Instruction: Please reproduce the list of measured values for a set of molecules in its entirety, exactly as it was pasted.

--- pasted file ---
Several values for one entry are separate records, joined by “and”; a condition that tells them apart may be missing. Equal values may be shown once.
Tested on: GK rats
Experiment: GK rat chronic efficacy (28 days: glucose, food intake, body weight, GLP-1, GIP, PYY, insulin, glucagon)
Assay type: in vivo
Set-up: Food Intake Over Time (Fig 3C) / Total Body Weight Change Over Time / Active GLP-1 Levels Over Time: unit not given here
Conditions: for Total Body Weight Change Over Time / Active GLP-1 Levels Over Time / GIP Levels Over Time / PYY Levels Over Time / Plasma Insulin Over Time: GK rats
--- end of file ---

Several values for one entry are separate records, joined by “and”; a condition that tells them apart may be missing. Equal values may be shown once.
Tested on: GK rats
Experiment: GK rat chronic efficacy (28 days: glucose, food intake, body weight, GLP-1, GIP, PYY, insulin, glucagon)
Assay type: in vivo
Set-up: Food Intake Over Time (Fig 3C) / Total Body Weight Change Over Time / Active GLP-1 Levels Over Time: unit not given here
Conditions: for Total Body Weight Change Over Time / Active GLP-1 Levels Over Time / GIP Levels Over Time / PYY Levels Over Time / Plasma Insulin Over Time: GK rats